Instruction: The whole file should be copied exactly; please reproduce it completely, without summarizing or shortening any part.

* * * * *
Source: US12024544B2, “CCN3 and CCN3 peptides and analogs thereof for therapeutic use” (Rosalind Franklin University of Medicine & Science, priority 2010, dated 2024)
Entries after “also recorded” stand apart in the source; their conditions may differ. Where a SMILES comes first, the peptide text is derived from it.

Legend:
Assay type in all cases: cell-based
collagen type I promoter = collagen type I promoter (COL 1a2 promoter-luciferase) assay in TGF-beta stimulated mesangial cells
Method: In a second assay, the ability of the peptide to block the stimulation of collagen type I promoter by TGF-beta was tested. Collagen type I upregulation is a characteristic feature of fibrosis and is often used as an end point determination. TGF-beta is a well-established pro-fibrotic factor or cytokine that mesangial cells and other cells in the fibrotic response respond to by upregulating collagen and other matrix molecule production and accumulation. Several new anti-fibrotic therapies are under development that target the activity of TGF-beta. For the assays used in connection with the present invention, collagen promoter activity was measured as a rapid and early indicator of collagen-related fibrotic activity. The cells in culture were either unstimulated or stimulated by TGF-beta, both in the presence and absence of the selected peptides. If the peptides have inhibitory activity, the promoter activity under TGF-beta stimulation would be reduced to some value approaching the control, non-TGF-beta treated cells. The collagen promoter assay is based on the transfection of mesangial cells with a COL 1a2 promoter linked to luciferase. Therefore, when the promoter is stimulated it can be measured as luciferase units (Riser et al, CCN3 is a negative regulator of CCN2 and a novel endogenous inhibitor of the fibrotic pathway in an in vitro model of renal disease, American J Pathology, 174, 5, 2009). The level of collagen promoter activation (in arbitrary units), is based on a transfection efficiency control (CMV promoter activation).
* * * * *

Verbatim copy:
Source: US12024544B2, “CCN3 and CCN3 peptides and analogs thereof for therapeutic use” (Rosalind Franklin University of Medicine & Science, priority 2010, dated 2024)
Entries after “also recorded” stand apart in the source; their conditions may differ. Where a SMILES comes first, the peptide text is derived from it.

Legend:
Assay type in all cases: cell-based
collagen type I promoter = collagen type I promoter (COL 1a2 promoter-luciferase) assay in TGF-beta stimulated mesangial cells
Method: In a second assay, the ability of the peptide to block the stimulation of collagen type I promoter by TGF-beta was tested. Collagen type I upregulation is a characteristic feature of fibrosis and is often used as an end point determination. TGF-beta is a well-established pro-fibrotic factor or cytokine that mesangial cells and other cells in the fibrotic response respond to by upregulating collagen and other matrix molecule production and accumulation. Several new anti-fibrotic therapies are under development that target the activity of TGF-beta. For the assays used in connection with the present invention, collagen promoter activity was measured as a rapid and early indicator of collagen-related fibrotic activity. The cells in culture were either unstimulated or stimulated by TGF-beta, both in the presence and absence of the selected peptides. If the peptides have inhibitory activity, the promoter activity under TGF-beta stimulation would be reduced to some value approaching the control, non-TGF-beta treated cells. The collagen promoter assay is based on the transfection of mesangial cells with a COL 1a2 promoter linked to luciferase. Therefore, when the promoter is stimulated it can be measured as luciferase units (Riser et al, CCN3 is a negative regulator of CCN2 and a novel endogenous inhibitor of the fibrotic pathway in an in vitro model of renal disease, American J Pathology, 174, 5, 2009). The level of collagen promoter activation (in arbitrary units), is based on a transfection efficiency control (CMV promoter activation).